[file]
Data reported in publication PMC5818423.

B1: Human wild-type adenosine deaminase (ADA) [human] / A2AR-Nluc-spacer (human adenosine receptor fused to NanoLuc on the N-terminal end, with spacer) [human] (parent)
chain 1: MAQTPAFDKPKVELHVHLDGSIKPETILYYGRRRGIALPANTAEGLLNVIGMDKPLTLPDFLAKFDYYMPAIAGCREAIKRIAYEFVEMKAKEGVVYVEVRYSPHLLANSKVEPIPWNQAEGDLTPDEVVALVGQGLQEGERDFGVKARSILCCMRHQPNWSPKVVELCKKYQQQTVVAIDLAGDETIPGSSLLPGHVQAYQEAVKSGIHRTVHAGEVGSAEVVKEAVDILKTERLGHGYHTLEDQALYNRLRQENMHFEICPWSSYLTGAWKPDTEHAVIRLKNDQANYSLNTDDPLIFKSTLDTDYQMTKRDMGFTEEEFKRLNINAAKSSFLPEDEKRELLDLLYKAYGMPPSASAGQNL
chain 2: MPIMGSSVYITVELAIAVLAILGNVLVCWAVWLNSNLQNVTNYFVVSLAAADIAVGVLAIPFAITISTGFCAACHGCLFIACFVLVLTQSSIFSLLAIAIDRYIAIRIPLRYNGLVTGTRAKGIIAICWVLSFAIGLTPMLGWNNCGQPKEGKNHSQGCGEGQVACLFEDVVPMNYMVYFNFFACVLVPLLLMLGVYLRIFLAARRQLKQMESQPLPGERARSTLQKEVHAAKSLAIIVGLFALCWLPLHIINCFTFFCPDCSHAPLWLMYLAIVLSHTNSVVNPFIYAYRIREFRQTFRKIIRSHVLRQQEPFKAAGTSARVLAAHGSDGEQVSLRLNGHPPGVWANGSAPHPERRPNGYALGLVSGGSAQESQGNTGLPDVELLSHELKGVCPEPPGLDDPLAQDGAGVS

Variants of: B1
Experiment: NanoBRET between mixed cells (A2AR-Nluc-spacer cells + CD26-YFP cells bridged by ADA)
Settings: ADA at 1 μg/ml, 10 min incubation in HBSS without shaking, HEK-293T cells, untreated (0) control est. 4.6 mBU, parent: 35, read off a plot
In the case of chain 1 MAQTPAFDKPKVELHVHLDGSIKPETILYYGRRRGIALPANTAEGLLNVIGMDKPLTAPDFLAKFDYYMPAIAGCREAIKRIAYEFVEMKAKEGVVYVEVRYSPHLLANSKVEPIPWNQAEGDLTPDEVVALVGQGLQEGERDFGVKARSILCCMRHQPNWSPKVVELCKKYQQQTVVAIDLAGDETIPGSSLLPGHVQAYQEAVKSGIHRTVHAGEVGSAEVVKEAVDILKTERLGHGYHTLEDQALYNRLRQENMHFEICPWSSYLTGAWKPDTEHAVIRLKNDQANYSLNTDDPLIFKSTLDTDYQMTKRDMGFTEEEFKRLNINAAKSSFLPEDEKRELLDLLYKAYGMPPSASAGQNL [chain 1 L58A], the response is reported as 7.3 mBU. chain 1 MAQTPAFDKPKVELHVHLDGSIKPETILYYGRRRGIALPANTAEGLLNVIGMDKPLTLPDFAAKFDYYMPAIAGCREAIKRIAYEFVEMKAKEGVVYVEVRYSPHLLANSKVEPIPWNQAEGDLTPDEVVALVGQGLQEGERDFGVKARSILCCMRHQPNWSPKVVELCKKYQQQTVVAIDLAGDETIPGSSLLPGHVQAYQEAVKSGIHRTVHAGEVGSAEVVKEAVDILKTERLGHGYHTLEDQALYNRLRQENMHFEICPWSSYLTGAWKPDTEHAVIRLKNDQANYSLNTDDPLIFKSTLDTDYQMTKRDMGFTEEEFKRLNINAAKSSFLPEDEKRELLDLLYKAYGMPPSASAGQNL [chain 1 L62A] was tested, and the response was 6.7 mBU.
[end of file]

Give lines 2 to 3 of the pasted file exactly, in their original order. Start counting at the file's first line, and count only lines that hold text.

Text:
B1: Human wild-type adenosine deaminase (ADA) [human] / A2AR-Nluc-spacer (human adenosine receptor fused to NanoLuc on the N-terminal end, with spacer) [human] (parent)
chain 1: MAQTPAFDKPKVELHVHLDGSIKPETILYYGRRRGIALPANTAEGLLNVIGMDKPLTLPDFLAKFDYYMPAIAGCREAIKRIAYEFVEMKAKEGVVYVEVRYSPHLLANSKVEPIPWNQAEGDLTPDEVVALVGQGLQEGERDFGVKARSILCCMRHQPNWSPKVVELCKKYQQQTVVAIDLAGDETIPGSSLLPGHVQAYQEAVKSGIHRTVHAGEVGSAEVVKEAVDILKTERLGHGYHTLEDQALYNRLRQENMHFEICPWSSYLTGAWKPDTEHAVIRLKNDQANYSLNTDDPLIFKSTLDTDYQMTKRDMGFTEEEFKRLNINAAKSSFLPEDEKRELLDLLYKAYGMPPSASAGQNL